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What Is an Annuity Settlement?

By K. Kinsella
Updated May 16, 2024
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During legal disputes, an annuity settlement occurs when one party agrees to buy an annuity on behalf of another party. Lawsuits related to injuries, criminal damage or unfair dismissal often result in an annuity settlement. Such agreements provide financial benefits to both the purchaser and the beneficiary of the contract when compared to straight cash settlements.

In many nations, plaintiffs can sue individuals and entities for damages in a variety of different circumstances. The amount of damages sought often directly relates to a financial loss that the plaintiff incurred such as the cost of medical bills or the cost of replacing a damaged piece of property. On some occasions, parties may also sue for damages related to intangibles such as pain and mental suffering. A judge presides over the case and makes a determination as to whether the plaintiff has a valid complaint against the defendant. If the judge rules in favor of the plaintiff, then the judge has to decide on the level of compensation that the defendant should pay that individual.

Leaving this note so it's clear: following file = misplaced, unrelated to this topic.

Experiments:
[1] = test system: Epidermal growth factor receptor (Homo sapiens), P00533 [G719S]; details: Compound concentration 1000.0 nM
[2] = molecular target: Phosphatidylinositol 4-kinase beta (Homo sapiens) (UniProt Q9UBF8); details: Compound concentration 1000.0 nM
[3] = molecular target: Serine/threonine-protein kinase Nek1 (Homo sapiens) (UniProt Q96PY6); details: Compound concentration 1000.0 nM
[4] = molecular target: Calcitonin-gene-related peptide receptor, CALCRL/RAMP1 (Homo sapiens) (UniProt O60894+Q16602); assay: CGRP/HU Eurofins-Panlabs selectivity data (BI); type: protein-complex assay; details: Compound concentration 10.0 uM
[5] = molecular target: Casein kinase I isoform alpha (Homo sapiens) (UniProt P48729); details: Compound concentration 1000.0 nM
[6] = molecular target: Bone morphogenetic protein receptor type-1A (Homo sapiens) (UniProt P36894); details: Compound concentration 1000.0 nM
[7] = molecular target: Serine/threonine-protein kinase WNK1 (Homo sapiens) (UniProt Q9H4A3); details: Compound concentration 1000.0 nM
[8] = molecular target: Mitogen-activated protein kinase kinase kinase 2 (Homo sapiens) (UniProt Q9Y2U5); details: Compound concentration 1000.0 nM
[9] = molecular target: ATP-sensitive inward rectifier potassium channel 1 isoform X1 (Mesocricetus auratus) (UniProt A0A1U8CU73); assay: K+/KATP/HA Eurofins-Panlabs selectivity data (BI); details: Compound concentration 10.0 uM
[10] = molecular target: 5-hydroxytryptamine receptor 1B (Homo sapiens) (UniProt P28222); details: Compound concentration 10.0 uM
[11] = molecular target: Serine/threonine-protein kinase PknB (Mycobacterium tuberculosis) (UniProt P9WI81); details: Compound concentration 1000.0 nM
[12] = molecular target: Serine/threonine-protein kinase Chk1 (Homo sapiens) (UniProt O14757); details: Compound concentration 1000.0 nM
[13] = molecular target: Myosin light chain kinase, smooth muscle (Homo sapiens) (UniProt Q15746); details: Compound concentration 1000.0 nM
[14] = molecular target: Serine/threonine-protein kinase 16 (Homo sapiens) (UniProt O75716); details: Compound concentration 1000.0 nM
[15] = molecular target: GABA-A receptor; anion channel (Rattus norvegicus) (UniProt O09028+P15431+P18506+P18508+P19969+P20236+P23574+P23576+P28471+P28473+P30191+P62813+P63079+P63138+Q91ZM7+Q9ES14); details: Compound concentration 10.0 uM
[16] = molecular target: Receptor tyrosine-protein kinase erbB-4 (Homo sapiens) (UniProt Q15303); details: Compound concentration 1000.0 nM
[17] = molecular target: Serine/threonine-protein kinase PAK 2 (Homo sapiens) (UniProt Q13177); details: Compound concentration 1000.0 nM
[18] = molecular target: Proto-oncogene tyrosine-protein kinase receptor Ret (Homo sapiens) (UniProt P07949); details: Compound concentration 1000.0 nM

A plaintiff in a damages lawsuit can end up with more money by agreeing an annuity settlement with the plaintiff rather than requesting a lump sum damages payment. The defendant can purchase an annuity contract from an insurance firm and this involves the insurer converting the lump sum purchase premium into a lifetime income stream that the plaintiff receives. The annuity issuer pays interest on the premium so the total sum that the plaintiff receives actually exceeds the annuity purchase amount. An annuity settlement also benefits the defendant because the addition of interest to the premium means that the defendant can spend less to buy an annuity than it would have cost to settle the damages claim with cash.

The recipient of an annuity settlement could lose money in the long-term because annuity payments normally cease upon the death of the annuitant. Laws in many nations prevent insurance firms from selling annuities to elderly people because statistically these people are likely to die long before they see any benefit from buying an annuity. Despite the risk of death, some people prefer annuity settlements to cash payments because they pay less tax when the receive the money incrementally rather than as a lump sum in a single tax year.

Income annuities typically have no cash value which means that the annuitant cannot cash-in the account during the contract term. Laws in some nations allow annuitants to enter into viatical settlements which involve the sale of a life insurance contract or annuity for cash. The annuitant must agree a purchase price with a buyer and the buyer will continue to receive the annuity payments for as long as the original annuitant lives.

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